Sunday, April 27, 2008

O Fortuna

I grew up under the influence of my mother and brothers' musical tastes. My father doesn't really go out of his way for music, and my sister was usually in a foreign country or studying at IU. Most of my brothers were long-haired headbangers, the oldest formed a metal band and composed songs and played bass. The basement was filled with Iron Maiden posters that gave me nightmares and my ears have been constantly ringing since the second grade. Skid Row was my first favorite band, I had a penchant for singing Anthrax songs on the elementary school playground (while swinging as high as I could with my eyes closed), and two of my brothers performed Metallica's "Nothing Else Matters" for my wedding processional.

My mother listened to NPR and classical music. She took us kids to see The Canadian Brass when I was about four and she indulged my show tunes phase in middle school. She didn't expose us to classical music to raise our IQs or make us more worldly, it's what her mother did and she carried it on.

My birthday was Tuesday. I got pneumonia. Since Christmas had been so heart-wrenching I had hoped I could celebrate my birthday twice as much to compensate. Instead, I was sick as a dog and had to rally so I could take my chemistry quiz. Later I watched my brother shake Obama's hand on TV. MacGyver surprised me with a cake, the cake surprised us both by coming out gray. It was that kind of a birthday.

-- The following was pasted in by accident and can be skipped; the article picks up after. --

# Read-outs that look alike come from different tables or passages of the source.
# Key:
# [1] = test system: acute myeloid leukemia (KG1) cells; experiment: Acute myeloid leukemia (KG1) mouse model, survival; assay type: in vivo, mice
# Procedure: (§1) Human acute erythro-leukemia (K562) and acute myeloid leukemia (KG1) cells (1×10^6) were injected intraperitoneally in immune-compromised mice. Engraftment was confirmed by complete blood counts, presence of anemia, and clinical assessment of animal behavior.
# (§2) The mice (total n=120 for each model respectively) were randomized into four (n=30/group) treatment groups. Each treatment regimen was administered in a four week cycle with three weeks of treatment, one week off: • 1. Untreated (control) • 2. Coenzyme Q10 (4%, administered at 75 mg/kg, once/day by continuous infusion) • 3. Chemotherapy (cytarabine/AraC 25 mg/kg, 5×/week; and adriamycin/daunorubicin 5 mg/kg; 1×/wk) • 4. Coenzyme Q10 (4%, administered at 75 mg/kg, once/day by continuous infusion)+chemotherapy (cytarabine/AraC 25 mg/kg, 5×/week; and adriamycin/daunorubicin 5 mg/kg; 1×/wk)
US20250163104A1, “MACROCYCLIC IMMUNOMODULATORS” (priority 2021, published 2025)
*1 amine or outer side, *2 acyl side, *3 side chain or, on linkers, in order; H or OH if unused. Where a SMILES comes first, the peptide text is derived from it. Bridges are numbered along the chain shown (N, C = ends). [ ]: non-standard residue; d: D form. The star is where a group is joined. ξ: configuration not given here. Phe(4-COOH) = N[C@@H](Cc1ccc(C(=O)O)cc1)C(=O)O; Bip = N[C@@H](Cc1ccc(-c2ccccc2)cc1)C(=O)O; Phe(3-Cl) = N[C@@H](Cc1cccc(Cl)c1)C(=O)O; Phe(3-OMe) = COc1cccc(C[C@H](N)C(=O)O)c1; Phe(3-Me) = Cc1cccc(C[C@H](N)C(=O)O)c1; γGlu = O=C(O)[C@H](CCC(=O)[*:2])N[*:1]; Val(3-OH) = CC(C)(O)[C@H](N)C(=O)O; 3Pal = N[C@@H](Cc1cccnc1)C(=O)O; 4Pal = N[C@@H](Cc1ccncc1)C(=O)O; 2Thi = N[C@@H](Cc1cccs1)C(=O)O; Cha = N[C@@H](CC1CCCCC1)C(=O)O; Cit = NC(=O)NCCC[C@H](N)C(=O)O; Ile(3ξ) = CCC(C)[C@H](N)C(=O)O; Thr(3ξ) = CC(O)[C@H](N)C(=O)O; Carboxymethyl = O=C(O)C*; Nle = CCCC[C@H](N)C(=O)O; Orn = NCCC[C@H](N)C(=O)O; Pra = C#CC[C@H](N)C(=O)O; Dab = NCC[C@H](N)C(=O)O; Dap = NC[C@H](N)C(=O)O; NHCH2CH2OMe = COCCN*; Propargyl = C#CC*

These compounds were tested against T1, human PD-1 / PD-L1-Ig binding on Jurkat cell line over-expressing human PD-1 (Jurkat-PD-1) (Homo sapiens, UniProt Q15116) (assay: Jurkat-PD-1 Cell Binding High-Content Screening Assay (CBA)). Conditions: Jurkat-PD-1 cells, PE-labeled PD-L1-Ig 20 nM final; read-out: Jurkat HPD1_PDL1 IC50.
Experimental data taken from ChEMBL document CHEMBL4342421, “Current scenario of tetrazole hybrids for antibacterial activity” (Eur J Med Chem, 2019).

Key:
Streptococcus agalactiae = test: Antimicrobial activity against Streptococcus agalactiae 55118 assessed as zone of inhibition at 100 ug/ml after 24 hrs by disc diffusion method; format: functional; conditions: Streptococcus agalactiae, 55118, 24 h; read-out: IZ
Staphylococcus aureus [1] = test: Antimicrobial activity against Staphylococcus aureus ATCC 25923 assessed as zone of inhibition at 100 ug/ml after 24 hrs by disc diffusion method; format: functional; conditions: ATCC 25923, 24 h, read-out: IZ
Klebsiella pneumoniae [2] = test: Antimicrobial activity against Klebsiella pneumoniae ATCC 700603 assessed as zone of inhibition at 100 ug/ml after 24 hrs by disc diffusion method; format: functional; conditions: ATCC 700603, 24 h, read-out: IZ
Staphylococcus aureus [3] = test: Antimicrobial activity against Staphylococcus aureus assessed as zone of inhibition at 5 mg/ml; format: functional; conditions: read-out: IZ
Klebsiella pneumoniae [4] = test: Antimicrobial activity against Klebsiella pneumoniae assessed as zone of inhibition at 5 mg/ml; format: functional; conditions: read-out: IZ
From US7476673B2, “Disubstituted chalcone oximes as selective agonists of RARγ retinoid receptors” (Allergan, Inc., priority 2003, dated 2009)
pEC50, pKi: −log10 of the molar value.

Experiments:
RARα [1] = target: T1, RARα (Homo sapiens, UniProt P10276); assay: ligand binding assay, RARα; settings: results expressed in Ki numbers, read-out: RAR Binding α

My aforementioned brother bought concert tickets, but his date couldn't get off work. I had just recovered enough to not have to cough out my lungs constantly, and I had just enough notice to slash and burn a season of growth off my legs and toss on a dress and a red leather jacket. We went to Carmina Burana. You have no idea how much I grew up loving this music. I played the CD nearly every day for a period of my life, I played it enough I was practically marinating in it, absorbing it through my skin and burying it in my bones. Hearing it again was like cells woke up and neural pathways lit familiar roads home. I watched the conductor perform his frenetic dance before the orchestra, like a magician commanding elements of chaos to transmute into sonic rapture. Two rows behind us a woman whispered fiercely, "There's somthing wrong with the salad!" I had to hold my breath to keep from laughing.

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